“The site was in Nigerian Pidgin,” Jyoti said. “We can’t speak Pidgin, so of course we refused.”
After hours of arguing, officers pushed the tearful sisters into what they described as a rat-infested jail cell filled with a dozen women, a few pieces of foam for beds and a hole in the floor for a toilet. The next day, they said, officers brought them back to their hotel room, and took their passports, electronics and Nigerian currency worth more than $11,000 from the safe.
The women were then driven to a hotel by the airport and locked in a room with bars on the windows and guards outside the door. They said some of the men demanded bribes. “It was like we were held hostage,” Kiran said.
All told, the sisters were detained for 18 days.
They were accused of cyberstalking and threatening to kidnap wealthy Nigerians, including one of Kiran’s ex-boyfriends, Femi Otedola, a politically powerful oil tycoon whose net worth was $1.8 billion in 2016, according to Forbes magazine.
While they were in detention, the sisters said the police brought them to the home of Mr. Otedola, who warned that he could have them imprisoned for 10 years — or worse — if they refused to cooperate.
Desperate to leave Nigeria, and getting no help from the Canadian Embassy, the Matharoos feared they were running out of options. Then, they said, an associate of Mr. Otedola’s arrived at their makeshift jail cell with an offer: If they apologized to Mr. Otedola on video, they could get their passports back and fly home to Canada.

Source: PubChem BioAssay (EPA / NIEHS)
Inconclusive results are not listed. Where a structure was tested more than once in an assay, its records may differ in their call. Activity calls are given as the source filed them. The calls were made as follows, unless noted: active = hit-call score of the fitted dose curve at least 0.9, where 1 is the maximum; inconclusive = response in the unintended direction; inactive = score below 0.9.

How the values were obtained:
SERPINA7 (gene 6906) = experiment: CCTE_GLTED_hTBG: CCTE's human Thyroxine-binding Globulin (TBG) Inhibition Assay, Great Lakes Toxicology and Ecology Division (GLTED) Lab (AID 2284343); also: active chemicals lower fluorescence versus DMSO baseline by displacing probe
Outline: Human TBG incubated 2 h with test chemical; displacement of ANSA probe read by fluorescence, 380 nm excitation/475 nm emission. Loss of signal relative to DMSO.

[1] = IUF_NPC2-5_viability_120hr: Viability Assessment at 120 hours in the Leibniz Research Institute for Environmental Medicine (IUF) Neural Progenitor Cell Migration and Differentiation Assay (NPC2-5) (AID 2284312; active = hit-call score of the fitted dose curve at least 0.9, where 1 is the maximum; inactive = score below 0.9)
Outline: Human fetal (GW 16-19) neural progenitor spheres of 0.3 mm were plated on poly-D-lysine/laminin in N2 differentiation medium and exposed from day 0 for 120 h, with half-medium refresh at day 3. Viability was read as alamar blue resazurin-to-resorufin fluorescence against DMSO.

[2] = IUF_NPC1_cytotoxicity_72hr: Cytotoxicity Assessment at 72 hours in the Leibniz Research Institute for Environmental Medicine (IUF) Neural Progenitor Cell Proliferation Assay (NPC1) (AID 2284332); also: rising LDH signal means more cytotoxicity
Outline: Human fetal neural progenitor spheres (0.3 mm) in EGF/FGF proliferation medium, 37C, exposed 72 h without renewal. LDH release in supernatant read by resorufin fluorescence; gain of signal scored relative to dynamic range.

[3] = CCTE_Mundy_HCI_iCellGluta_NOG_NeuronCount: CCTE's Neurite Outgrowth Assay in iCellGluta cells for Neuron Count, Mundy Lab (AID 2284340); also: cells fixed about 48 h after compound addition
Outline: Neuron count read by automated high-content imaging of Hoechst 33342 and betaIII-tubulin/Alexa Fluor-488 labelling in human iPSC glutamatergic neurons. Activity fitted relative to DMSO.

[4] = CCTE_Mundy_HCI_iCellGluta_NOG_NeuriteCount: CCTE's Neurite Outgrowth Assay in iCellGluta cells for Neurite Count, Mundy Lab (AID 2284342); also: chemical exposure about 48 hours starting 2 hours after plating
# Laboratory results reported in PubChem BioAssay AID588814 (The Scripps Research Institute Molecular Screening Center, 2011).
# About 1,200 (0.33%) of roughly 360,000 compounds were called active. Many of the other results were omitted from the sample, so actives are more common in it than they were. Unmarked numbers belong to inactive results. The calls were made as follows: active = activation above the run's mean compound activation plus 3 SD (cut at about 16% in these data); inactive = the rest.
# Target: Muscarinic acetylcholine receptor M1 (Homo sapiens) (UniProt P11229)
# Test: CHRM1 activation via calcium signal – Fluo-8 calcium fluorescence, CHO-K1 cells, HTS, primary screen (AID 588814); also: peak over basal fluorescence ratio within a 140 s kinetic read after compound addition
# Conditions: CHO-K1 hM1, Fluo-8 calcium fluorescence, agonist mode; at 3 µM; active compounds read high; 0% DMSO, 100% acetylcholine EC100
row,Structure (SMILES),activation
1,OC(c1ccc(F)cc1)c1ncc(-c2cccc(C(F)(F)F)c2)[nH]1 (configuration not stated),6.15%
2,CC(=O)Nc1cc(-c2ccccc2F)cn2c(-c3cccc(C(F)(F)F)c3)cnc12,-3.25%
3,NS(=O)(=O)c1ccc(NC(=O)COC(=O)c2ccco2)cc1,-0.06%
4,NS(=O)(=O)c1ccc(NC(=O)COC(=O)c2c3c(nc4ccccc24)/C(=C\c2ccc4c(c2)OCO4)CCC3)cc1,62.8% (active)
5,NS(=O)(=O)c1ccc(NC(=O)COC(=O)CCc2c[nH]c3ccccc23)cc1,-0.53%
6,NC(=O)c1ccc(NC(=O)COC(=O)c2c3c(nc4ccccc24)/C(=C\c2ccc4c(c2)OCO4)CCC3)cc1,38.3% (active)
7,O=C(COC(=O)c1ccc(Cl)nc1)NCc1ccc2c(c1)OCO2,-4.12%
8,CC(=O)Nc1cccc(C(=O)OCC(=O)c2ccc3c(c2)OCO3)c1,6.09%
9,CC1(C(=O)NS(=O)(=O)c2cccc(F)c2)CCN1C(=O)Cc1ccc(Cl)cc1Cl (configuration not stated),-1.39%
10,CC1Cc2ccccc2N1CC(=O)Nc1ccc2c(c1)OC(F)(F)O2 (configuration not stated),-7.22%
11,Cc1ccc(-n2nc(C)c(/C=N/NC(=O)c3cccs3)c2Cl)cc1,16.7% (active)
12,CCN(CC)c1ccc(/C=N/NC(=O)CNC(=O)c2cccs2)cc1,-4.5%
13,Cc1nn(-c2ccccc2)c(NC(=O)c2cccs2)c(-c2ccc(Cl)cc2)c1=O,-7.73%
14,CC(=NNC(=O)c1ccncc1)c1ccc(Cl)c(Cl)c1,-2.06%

“I felt this was our only chance,” Jyoti said. Standing against a wall in their room as the man’s assistant filmed, Jyoti read a confession off her phone, admitting that the pair ran the website and apologizing to Mr. Otedola and his family. The man never returned with their passports.
The video was posted online the next day and swiftly attracted international media coverage, destroying the sisters’ carefully crafted reputations as fashion-obsessed ingénues.
“We got everything we wanted by asking nicely,” Kiran said, dismissing the confession video. “Why would we ruin that?”
Kiran said Mr. Otedola was furious that she had spurned his entreaties to rekindle their relationship, and used them as scapegoats to deflect attention from the website’s embarrassing rumors. Mr. Otedola did not respond to interview requests.
About a week after they posted bail, the sisters flew to Toronto with emergency travel documents that Canadian officials issued after they determined the women faced no travel restrictions and that “there was a significant risk to their physical safety,” an immigration official said in an email. The sisters said Canadian diplomats walked them to the plane.
Back home, the Matharoos initially stayed off social media. But fed up with the public humiliation, they began speaking out to Canadian media and posting information about their detention on their lifestyle blog. “I couldn’t take it anymore,” Jyoti said. “We had to set things straight.”
Going public had devastating consequences. A few months later, in September 2017, American customs officials based at Toronto Pearson International Airport told Jyoti she could not travel to the United States because there was an outstanding warrant for her arrest.